The contrast could hardly be starker.

Around a decade ago, many people will remember, Bank of Scotland was proudly advertising its mobile branches.

There is even a video on YouTube featuring a look behind the scenes at the making of these television adverts, at the time they were being filmed.

The mood in both the adverts and the behind-the-scenes video is happy. Blue skies and golden sandy beaches feature, with real bank customers filmed in the adverts in idyllic settings.

Bank of Scotland emphasises the importance of the mobile branch service to communities, and especially to the likes of elderly and infirm customers in remote locations. So all quite uplifting.

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The narrative of one of the Bank of Scotland adverts went as follows: “Going the extra mile. It's something we pride ourselves on. And if you're like Ann Maclellan of Mull, it's a big plus. Because rather than travel miles to the bank... we simply bring the you. Bank of Scotland mobile branches. With you all the way.”

Sadly, there has since been a dramatic change in the thinking on mobile branches from Bank of Scotland, which has been part of Lloyds Banking Group for about 15 years now. The Mull service ended in 2021.

And, at the end of November, the bank declared: “We’ve been looking at how customers are using our mobile branches. Many are using them less and choosing other ways to bank instead. Because of this we’ve made the decision to end our service in May 2024.”

On its “closures” page, it stated: “We’re ending our mobile branch service. To help you understand why we’ve made this decision, there will be two separate mobile branch service closure review documents available for each route that visits the locations which are listed.”

What a change in tone from those happy adverts.

The idea that many people are using mobile branches less is not a reason for stopping the service.

Those who are still using the service will be those who need it most. For many of them, the service will be absolutely crucial.

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It would obviously be much cheaper for banks if all their customers chose to bank online but that is not the point.

Whatever happened to the notion of “the customer is always right”?

It has been good to see companies which provide customers with a proper choice of channels, such as retailer Next, doing well.

In contrast, the vast bulk of big UK banks seem determined to reduce that choice.

We should also bear in mind that it is often not an entirely free choice when many bank customers switch to online banking.

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Often it will be because of long queues for telephone banking. Or because the relentless branch closures we have seen in recent years from the big banks have meant that customers are now so far away from a branch.

How many people have received letters in the last few years telling them that their local branch is closing?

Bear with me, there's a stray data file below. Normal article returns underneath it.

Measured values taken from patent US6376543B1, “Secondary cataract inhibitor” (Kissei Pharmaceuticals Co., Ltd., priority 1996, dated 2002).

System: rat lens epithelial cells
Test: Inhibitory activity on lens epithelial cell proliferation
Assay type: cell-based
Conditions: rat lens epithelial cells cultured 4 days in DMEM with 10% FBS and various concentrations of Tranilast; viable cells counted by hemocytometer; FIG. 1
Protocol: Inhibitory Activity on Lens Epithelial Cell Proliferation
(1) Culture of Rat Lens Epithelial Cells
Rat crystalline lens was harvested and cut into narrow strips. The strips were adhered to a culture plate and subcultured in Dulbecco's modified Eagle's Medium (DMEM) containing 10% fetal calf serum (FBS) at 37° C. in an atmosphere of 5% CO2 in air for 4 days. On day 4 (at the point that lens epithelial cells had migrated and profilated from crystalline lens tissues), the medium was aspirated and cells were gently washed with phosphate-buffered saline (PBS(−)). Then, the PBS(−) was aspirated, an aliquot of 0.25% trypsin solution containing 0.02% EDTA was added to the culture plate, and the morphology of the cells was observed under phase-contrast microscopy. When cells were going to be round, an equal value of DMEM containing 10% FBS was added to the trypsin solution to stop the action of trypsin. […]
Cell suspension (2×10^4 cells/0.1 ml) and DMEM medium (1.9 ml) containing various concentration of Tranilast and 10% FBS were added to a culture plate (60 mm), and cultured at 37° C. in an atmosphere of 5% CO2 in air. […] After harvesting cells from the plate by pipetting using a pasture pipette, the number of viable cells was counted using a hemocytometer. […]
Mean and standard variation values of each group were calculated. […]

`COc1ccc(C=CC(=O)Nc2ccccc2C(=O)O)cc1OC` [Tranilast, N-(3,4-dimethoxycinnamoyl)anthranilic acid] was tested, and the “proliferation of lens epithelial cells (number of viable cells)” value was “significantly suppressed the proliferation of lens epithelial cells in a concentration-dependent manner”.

Many banking matters are still best dealt with face to face.

It is good to see building society Nationwide’s current stance of being committed to branches, at a time when many of its competitors are shutting them.

The thing about the mobile branch vans is that they were never going to have anything like the same number of customers as a branch in a large city centre on a busy day.

However, they have been a lifeline service for many.

Sometimes the reasoning of Scottish Conservatives leader Douglas Ross on matters business and economic can be somewhat baffling.

However, on the issue of the mobile branch service decision by Bank of Scotland, he hit the nail on the head.

Moray MP Mr Ross talked about banks being “out of touch with the needs of customers”.

He said: “These services are vital for these communities who have already suffered from branch closures in the towns.

"Elderly and vulnerable people in particular continue to want access to banking services in their local area as they simply don't use online banking. Connectivity also remains a major issue for many people living in rural and remote parts of Moray.”

These points are basic common sense but not, it appears, in the view of Bank of Scotland, given the decision it has taken on mobile branches.

Bank of Scotland’s decision comes amid a continuing slew of bank branch closures from major players. Parent Lloyds Banking Group has announced another wave of branch closures, as have Barclays, NatWest and Virgin Money. HSBC has been engaged in a big branch closure programme this year.

It is a demoralising situation.

If you go back far enough, banks seemed wary of closing branches because of the reactions of justifiably annoyed customers and politicians.

Now the bulk of the UK banking sector goes through the motions of providing information and adhering to the rules but shows absolutely no sign of reining in branch closure programmes.

What makes the situation even more galling is that this is occurring at a time when the banks are making huge profits arising from the surge in UK base rates.

For example, Lloyds Banking Group reported in October that Lloyds Bank's profit before tax for the first nine months of 2023 was £5.362 billion, 20% higher than the same period in 2022.

It noted: “Net interest income of £10,432 million was up 10% on the prior year, driven by a stronger net interest margin and higher average interest-earning banking assets.”

That 10% rise in net interest income equates to nearly £1bn.

Yet Lloyds Banking Group feels the need to shut the Bank of Scotland mobile branch services to cut its costs.

It is a remarkable, and most lamentable, situation.